If I can't sleep some nights because my brain won't turn off, I work then and there at home. I have a need to "get away" at least once a month for a few days. Usually this is taken care of by business trips. I have no need for complete leisure since the joy of my vocation has made it my avocation. If business doesn't take me away, I'll take off for a few days anyhow anywhere. I avoid the waste of rush hours by keeping non-rush-hour schedules. I never have appointment conflicts; I don't have that many appointments.

Up to twenty years ago, I was an untraveled person. I simply couldn't afford it. Since then, my work has taken me to large cities and small towns from coast to coast as well as to Europe - all paid for by my clients.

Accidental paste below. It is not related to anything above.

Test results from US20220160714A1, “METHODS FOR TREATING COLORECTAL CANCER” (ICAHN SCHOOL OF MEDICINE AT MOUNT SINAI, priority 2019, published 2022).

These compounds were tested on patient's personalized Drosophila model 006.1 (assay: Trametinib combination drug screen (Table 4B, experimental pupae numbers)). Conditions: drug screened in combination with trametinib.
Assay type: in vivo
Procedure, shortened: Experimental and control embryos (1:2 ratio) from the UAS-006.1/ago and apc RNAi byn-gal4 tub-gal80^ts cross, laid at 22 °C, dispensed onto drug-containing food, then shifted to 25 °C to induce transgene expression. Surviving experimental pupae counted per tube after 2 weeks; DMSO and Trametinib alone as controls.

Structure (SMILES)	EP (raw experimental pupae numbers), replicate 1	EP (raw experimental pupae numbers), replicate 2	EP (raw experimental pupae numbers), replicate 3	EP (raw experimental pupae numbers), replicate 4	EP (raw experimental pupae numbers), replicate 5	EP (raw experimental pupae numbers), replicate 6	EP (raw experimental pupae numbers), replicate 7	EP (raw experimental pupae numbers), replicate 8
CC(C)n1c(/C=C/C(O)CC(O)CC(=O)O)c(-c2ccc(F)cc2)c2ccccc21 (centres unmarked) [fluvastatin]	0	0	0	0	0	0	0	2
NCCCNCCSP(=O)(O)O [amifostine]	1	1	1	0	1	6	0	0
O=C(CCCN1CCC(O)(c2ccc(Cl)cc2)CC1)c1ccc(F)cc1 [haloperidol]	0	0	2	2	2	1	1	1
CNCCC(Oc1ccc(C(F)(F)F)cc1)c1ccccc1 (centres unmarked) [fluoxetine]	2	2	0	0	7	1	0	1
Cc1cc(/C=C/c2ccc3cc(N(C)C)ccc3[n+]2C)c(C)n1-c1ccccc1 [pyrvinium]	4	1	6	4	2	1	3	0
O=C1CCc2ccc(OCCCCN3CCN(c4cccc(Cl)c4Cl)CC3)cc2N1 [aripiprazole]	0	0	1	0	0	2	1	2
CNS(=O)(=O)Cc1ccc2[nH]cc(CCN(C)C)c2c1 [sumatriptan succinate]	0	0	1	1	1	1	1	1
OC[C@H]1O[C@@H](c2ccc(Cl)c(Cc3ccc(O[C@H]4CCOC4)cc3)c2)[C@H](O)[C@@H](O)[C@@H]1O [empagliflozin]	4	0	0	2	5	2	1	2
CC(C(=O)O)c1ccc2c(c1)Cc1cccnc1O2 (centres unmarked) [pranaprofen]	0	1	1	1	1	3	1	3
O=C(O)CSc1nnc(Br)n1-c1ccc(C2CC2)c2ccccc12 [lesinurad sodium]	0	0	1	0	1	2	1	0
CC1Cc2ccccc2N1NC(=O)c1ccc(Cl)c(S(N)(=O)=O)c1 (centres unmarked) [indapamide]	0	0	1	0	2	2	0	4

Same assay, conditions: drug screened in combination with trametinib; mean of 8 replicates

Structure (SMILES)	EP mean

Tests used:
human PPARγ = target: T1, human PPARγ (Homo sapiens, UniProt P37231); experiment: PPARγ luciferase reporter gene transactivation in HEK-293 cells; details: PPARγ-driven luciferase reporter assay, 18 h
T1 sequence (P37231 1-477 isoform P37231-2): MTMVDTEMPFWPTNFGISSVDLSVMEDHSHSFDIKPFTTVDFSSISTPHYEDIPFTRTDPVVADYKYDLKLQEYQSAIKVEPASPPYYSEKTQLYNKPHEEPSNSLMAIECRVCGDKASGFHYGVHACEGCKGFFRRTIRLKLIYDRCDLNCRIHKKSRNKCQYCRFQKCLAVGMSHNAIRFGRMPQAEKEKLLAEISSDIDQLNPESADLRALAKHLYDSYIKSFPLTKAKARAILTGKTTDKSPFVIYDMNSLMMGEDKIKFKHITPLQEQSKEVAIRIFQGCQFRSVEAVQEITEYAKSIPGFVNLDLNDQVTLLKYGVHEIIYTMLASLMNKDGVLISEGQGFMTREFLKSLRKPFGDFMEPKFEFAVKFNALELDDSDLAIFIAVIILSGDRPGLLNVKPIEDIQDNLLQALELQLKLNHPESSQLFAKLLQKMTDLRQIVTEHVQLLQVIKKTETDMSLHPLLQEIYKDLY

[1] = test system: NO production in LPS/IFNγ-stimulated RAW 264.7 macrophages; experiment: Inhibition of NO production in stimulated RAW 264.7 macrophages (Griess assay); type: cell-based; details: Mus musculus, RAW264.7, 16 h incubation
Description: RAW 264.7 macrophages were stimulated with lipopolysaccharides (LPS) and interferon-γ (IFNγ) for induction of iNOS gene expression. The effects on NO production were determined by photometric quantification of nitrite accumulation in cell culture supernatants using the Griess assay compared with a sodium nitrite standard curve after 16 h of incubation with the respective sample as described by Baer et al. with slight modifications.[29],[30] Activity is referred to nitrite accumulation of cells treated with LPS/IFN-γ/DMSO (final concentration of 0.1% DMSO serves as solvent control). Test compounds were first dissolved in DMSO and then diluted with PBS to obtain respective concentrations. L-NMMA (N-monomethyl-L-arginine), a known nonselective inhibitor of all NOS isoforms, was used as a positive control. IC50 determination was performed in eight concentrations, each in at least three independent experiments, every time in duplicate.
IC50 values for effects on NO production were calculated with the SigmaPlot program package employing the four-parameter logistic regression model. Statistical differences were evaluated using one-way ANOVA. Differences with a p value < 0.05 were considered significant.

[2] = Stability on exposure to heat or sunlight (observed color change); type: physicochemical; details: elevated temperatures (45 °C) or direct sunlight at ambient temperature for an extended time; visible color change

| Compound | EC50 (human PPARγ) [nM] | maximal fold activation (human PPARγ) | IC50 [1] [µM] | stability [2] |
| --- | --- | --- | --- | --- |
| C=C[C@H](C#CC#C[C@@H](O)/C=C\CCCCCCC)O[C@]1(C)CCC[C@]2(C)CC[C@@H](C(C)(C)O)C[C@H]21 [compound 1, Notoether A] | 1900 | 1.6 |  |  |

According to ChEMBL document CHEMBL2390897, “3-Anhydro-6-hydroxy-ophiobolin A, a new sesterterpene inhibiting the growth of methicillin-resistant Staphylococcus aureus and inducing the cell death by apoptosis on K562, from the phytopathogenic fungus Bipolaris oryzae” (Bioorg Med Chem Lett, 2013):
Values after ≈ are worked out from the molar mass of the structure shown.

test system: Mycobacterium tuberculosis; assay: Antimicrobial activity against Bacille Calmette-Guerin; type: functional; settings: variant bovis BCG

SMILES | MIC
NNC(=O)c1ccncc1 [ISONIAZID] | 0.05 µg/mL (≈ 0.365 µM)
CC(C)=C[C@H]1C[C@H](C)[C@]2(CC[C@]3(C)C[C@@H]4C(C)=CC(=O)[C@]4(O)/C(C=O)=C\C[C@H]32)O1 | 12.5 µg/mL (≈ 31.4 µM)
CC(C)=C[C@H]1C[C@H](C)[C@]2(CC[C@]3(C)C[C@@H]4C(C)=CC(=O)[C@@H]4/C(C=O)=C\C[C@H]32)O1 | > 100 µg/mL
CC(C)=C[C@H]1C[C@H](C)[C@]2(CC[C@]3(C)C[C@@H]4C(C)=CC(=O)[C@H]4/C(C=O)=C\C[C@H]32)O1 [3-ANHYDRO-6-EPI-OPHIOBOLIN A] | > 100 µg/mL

This whole new life seemed idyllic to me at the beginning. Although I don't take it for granted now and still appreciate and enjoy every moment of it, it seems quite normal to me today. It appears very abnormal to those acquaintances in my town who see me come and go and who wonder what on earth I do for a living.